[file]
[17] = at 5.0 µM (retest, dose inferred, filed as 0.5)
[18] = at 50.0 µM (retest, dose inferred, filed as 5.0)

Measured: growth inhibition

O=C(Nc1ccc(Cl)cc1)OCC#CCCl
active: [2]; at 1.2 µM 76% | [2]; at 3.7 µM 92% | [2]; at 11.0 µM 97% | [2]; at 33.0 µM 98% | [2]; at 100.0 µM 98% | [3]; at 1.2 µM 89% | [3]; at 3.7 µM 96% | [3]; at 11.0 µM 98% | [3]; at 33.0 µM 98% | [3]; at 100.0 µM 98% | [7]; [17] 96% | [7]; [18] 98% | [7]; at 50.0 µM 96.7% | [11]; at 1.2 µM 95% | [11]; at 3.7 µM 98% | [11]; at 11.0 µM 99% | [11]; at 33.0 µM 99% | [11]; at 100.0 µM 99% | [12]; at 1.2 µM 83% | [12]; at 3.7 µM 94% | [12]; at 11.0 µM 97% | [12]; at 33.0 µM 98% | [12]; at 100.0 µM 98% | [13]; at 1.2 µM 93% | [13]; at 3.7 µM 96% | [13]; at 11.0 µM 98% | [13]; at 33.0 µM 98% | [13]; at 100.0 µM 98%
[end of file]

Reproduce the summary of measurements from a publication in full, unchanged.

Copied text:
[17] = at 5.0 µM (retest, dose inferred, filed as 0.5)
[18] = at 50.0 µM (retest, dose inferred, filed as 5.0)

Measured: growth inhibition

O=C(Nc1ccc(Cl)cc1)OCC#CCCl
active: [2]; at 1.2 µM 76% | [2]; at 3.7 µM 92% | [2]; at 11.0 µM 97% | [2]; at 33.0 µM 98% | [2]; at 100.0 µM 98% | [3]; at 1.2 µM 89% | [3]; at 3.7 µM 96% | [3]; at 11.0 µM 98% | [3]; at 33.0 µM 98% | [3]; at 100.0 µM 98% | [7]; [17] 96% | [7]; [18] 98% | [7]; at 50.0 µM 96.7% | [11]; at 1.2 µM 95% | [11]; at 3.7 µM 98% | [11]; at 11.0 µM 99% | [11]; at 33.0 µM 99% | [11]; at 100.0 µM 99% | [12]; at 1.2 µM 83% | [12]; at 3.7 µM 94% | [12]; at 11.0 µM 97% | [12]; at 33.0 µM 98% | [12]; at 100.0 µM 98% | [13]; at 1.2 µM 93% | [13]; at 3.7 µM 96% | [13]; at 11.0 µM 98% | [13]; at 33.0 µM 98% | [13]; at 100.0 µM 98%